Chile is characterized by geographic isolation. Elongated and narrow, the country is confined by strong natural barriers: a bleak desert on the north, the freezing Antarctic area on the south, the towering Andes mountain chain on the east, and the Pacific Ocean on its entire western side. This separation, combined with the absence of a strong preHispanic culture such as those that highly influenced other Latin American countries, greatly shaped the nation’s architecture during the 20th century.
Because the population is mostly of European origin, there is a discontinuity between the cultural links with a different continent and the great distances from all the major centers of Western civilization. Architects and planners struggle to find Chile’s own image, with very little historic precedent.
In the first two decades of the 20th century, Chilean architecture was dominated by a strong academic tradition. The influence of the École des Beaux-Arts produced important institutional and residential buildings. The Palace of Beaux-Arts (1910), by Emilio Jecquier, combined Bourbon language and diverse ornamental motifs. Jecquier also produced the buildings for the Catholic University in Santiago (1914), a complex of excellent harmony and urban significance. Any reaction to the academic style was slow and marked by discontinuity. Diverse movements were adopted according to the circumstances dictated by client needs or representational purposes, but the intense theoretical debate and the search for newness that characterized turn-of-the-century European architecture were absent in Chile.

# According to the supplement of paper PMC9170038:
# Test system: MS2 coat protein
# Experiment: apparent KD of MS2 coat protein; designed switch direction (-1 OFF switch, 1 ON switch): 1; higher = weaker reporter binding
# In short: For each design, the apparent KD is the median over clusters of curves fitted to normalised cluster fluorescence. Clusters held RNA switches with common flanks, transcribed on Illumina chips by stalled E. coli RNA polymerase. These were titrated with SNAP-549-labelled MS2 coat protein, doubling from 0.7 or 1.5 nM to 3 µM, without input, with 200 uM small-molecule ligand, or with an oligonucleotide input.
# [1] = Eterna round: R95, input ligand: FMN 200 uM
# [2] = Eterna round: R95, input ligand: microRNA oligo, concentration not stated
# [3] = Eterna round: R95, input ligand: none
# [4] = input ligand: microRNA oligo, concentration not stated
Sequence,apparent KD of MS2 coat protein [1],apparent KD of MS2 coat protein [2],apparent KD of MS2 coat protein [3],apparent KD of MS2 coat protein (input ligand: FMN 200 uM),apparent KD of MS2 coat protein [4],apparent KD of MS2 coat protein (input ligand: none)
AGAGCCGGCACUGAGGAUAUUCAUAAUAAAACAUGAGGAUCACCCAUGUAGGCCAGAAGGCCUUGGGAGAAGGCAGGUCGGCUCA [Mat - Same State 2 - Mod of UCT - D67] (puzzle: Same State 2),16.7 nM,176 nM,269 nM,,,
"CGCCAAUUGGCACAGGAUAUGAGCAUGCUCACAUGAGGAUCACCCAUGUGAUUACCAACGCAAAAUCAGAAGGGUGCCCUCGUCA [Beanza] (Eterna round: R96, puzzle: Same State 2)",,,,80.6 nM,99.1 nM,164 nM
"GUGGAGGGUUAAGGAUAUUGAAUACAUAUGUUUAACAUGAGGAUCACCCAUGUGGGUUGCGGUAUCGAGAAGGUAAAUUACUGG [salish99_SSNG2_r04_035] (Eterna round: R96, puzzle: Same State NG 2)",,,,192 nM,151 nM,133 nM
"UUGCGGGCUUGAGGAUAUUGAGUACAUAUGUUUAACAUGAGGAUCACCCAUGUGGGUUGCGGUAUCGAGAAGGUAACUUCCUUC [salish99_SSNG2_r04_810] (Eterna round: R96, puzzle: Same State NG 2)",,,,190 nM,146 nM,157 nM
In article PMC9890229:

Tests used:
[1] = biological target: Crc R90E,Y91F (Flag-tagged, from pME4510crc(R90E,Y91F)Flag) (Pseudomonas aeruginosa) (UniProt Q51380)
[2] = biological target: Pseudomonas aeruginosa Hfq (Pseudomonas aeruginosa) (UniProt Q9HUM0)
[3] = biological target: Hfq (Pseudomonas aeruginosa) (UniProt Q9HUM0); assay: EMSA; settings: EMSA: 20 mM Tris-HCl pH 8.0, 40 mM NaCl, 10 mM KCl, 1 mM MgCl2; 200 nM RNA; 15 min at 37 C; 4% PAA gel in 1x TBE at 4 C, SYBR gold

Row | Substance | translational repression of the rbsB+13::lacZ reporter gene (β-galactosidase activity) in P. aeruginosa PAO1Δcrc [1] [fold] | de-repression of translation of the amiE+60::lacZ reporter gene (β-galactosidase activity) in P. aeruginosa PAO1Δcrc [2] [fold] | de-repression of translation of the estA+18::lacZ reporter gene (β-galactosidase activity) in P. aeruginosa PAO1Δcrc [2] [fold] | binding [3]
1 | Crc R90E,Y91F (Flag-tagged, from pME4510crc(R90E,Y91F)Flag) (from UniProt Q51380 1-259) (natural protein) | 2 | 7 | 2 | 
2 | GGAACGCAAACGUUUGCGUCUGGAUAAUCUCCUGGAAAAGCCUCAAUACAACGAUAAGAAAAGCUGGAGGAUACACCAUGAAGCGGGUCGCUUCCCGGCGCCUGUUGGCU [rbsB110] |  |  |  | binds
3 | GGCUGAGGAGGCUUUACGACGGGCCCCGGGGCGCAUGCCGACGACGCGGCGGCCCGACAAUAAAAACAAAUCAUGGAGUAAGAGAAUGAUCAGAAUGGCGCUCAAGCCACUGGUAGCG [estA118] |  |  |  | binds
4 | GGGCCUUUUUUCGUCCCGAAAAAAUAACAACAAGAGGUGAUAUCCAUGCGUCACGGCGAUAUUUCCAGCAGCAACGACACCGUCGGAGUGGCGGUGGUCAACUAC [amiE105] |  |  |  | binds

The most important architects of the 1920s and early 1930s were Luciano Kulczewsky, Ricardo Larraín Bravo, Miguel Dávila, and Ricardo González Cortés, architects who exemplified a variety of current trends, including Art Nouveau, neoColonial expressions, and Art Deco tendencies.
The democratic government of A lessandri Palma in 1920 and later the dictatorship of Carlos Ibáñez began the process of modernization as well as the growth of administration and public services. In 1928 an earthquake hit the city of Talca. All these factors intensified Chile’s modernization and brought rationalization in construction techniques.
A representative Art Nouveau building, presently used as the College of Architects of Santiago, was designed by Luciano Kulczewsky (1920). His own house (1920) was designed in the Gothic Revival style, another indication of Chile’s conservative tastes. Looking to regional traditions, another prominent architect, Ricardo González Cortés, combined decoration inspired from aboriginal Mapuche forms and Art Deco. Two representative pieces of this tendency are the Caja de Crédito Hipotecario (1930) in Santiago and the Building of Public Services (1935) in Talca. This combination of regional forms and European styles indicated a desire to define a representative style.